Active Learning Hacks for MCAT Triumph

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MP 337: Active Learning Hacks for MCAT Triumph

Session 337

This week, we discuss active learning strategies for the MCAT – including flashcards, teaching others, and using practice questions to reinforce content.

We’re joined by Zasca from Blueprint MCAT. If you would like to follow along on YouTube, go to

Listen to this podcast episode with the player above, or keep reading for the highlights and takeaway points.

What is Active Learning?

Active learning is any study technique that requires students to meaningfully engage with material rather than passively absorbing it. Active learning techniques includes teaching others, self-testing with flashcards or practice questions, and reflecting on feedback to improve understanding.

The Number One Mistake Students Make with MCAT Content Review

The biggest mistake students make with content review is passively reading materials like textbooks without engaging with the content through active learning techniques like practice questions.

One of the biggest mistakes that people make in their MCAT prep… is that they do too much content review and not enough practice.”

This leads to superficial understanding rather than true mastery of the concepts. The students simply absorb information like they would a novel, without critically thinking about or applying the concepts. And this does not adequately prepare them for the application-based questions on the MCAT.

Students need active learning techniques like practice problems and self-testing to cement their understanding and show they can successfully work through questions, not just recognize content.

Sometimes, people forget that the MCAT is an application test. The content that underlies a lot of the questions that the MCAT is testing is important, no doubt about that. But it’s also important to be able to apply that. However, you’re not going to learn how to apply that if you’re not doing practice.

“When you’re reviewing those questions, and you’re figuring out what things you’re maybe not as strong in, that is in itself a way to learn content.”

Effective Strategies to Review Content

The proper way to review content for the MCAT involves using active learning strategies for the majority of study time. It is important to spend time reading textbooks for initial exposure to material, but passive reading alone is not sufficient.

Students should engage with content through activities like teaching others, self-quizzing with flashcards, and practicing applying knowledge by working practice problems.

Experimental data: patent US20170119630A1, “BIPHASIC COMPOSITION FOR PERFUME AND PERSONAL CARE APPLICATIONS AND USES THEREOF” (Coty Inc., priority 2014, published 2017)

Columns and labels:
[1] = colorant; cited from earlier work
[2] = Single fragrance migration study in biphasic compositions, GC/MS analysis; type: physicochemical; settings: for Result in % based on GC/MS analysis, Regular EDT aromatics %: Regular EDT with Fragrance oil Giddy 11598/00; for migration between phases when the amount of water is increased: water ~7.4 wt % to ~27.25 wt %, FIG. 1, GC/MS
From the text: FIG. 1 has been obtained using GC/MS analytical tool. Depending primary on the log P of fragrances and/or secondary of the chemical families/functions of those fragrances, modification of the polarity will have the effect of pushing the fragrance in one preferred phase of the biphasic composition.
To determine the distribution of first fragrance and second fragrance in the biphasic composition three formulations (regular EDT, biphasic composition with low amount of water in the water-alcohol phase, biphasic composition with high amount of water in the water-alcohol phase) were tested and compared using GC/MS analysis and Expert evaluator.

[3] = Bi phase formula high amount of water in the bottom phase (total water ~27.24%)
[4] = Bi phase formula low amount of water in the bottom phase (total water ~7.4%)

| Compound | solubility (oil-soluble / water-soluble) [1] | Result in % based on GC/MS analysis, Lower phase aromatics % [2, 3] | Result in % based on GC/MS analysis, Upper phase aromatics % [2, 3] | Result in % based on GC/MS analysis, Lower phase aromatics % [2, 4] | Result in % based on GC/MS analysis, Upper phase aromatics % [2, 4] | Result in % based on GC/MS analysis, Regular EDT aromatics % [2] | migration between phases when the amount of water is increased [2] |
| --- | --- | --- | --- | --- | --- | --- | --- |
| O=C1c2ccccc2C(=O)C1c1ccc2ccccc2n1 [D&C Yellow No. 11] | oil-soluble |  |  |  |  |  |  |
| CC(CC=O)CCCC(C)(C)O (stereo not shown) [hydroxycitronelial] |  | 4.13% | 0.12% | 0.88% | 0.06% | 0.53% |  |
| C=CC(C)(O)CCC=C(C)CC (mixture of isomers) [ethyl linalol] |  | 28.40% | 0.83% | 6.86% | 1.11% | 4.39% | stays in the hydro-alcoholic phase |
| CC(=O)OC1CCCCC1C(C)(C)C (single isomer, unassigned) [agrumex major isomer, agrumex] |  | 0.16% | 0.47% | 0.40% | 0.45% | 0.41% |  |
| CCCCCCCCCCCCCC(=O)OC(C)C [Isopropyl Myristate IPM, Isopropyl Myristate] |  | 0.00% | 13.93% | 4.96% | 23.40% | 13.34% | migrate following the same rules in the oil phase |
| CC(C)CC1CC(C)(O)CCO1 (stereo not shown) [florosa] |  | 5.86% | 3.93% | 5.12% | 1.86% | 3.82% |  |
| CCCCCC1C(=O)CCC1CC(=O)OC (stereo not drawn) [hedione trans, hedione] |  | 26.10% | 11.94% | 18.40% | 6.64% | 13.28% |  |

These active techniques require deeper thinking and analysis compared to passive reading. It helps solidify understanding in a way that better prepares students for the application-based questions on the MCAT.

Regular practice is also a form of content review that can reinforce areas needing more work.

Active Study Techniques for MCAT Study Groups

Some effective active study techniques that can be used within a study group include:

Teaching concepts to peers – Having group members take turns teaching topics to each other requires in-depth understanding of material to explain it well. It also helps reinforce learning.

Collaborative practice questions – Working through practice problems and explaining reasoning/thought processes together engages multiple learning styles. Group members can also correct each other.

Making/reviewing flashcards as a group – Members can quiz each other and provide feedback on flashcard content and organization to strengthen retention of key details.

Drawing/diagramming processes – Visualizing concepts by drawing pathways, cell structures, etc. with peers makes abstract ideas more concrete.

Recommended Ratio of Active to Passive Learning for MCAT Preparation

While there is no single perfect ratio, as an general guideline Zasca recommends students aim for around 70% active learning and 30% passive learning in their MCAT preparation.

Active learning strategies that require applying knowledge and higher-order thinking (practice problems and teaching others) have been shown to better facilitate long-term retention compared to passive activities like re-reading.

It’s important to strike a balance. However, active engagement with the material through various techniques for the majority of study time will best prepare students for the application-based nature of the exam.